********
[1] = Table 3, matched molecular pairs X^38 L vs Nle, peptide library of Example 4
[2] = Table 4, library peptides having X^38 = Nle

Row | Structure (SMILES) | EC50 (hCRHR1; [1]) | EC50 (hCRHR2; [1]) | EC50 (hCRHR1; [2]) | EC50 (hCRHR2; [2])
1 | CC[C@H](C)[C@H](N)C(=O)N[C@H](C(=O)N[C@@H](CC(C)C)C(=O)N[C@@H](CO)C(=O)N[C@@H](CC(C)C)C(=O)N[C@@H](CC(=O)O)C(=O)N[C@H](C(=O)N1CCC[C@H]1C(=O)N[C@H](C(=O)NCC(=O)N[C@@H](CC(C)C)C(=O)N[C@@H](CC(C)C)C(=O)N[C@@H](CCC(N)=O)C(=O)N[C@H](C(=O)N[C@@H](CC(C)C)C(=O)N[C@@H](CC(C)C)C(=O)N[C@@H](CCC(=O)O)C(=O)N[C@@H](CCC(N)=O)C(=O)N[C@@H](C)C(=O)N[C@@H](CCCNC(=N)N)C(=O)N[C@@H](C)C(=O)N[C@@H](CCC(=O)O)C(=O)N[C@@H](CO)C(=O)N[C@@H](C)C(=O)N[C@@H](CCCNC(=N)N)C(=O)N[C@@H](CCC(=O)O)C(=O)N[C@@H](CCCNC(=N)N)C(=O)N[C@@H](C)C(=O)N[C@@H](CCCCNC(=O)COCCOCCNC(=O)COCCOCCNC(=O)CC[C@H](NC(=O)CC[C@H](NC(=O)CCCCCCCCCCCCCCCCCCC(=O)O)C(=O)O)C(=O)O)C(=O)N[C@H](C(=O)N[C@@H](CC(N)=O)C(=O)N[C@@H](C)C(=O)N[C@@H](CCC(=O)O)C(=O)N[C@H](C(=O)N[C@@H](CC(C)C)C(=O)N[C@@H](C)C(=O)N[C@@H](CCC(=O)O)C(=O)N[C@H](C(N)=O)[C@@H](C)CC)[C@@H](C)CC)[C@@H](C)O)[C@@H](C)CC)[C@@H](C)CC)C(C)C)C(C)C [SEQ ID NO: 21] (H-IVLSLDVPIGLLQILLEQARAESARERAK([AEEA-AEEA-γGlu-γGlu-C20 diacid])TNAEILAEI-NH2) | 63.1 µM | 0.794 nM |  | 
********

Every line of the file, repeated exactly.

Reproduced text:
[1] = Table 3, matched molecular pairs X^38 L vs Nle, peptide library of Example 4
[2] = Table 4, library peptides having X^38 = Nle

Row | Structure (SMILES) | EC50 (hCRHR1; [1]) | EC50 (hCRHR2; [1]) | EC50 (hCRHR1; [2]) | EC50 (hCRHR2; [2])
1 | CC[C@H](C)[C@H](N)C(=O)N[C@H](C(=O)N[C@@H](CC(C)C)C(=O)N[C@@H](CO)C(=O)N[C@@H](CC(C)C)C(=O)N[C@@H](CC(=O)O)C(=O)N[C@H](C(=O)N1CCC[C@H]1C(=O)N[C@H](C(=O)NCC(=O)N[C@@H](CC(C)C)C(=O)N[C@@H](CC(C)C)C(=O)N[C@@H](CCC(N)=O)C(=O)N[C@H](C(=O)N[C@@H](CC(C)C)C(=O)N[C@@H](CC(C)C)C(=O)N[C@@H](CCC(=O)O)C(=O)N[C@@H](CCC(N)=O)C(=O)N[C@@H](C)C(=O)N[C@@H](CCCNC(=N)N)C(=O)N[C@@H](C)C(=O)N[C@@H](CCC(=O)O)C(=O)N[C@@H](CO)C(=O)N[C@@H](C)C(=O)N[C@@H](CCCNC(=N)N)C(=O)N[C@@H](CCC(=O)O)C(=O)N[C@@H](CCCNC(=N)N)C(=O)N[C@@H](C)C(=O)N[C@@H](CCCCNC(=O)COCCOCCNC(=O)COCCOCCNC(=O)CC[C@H](NC(=O)CC[C@H](NC(=O)CCCCCCCCCCCCCCCCCCC(=O)O)C(=O)O)C(=O)O)C(=O)N[C@H](C(=O)N[C@@H](CC(N)=O)C(=O)N[C@@H](C)C(=O)N[C@@H](CCC(=O)O)C(=O)N[C@H](C(=O)N[C@@H](CC(C)C)C(=O)N[C@@H](C)C(=O)N[C@@H](CCC(=O)O)C(=O)N[C@H](C(N)=O)[C@@H](C)CC)[C@@H](C)CC)[C@@H](C)O)[C@@H](C)CC)[C@@H](C)CC)C(C)C)C(C)C [SEQ ID NO: 21] (H-IVLSLDVPIGLLQILLEQARAESARERAK([AEEA-AEEA-γGlu-γGlu-C20 diacid])TNAEILAEI-NH2) | 63.1 µM | 0.794 nM |  | 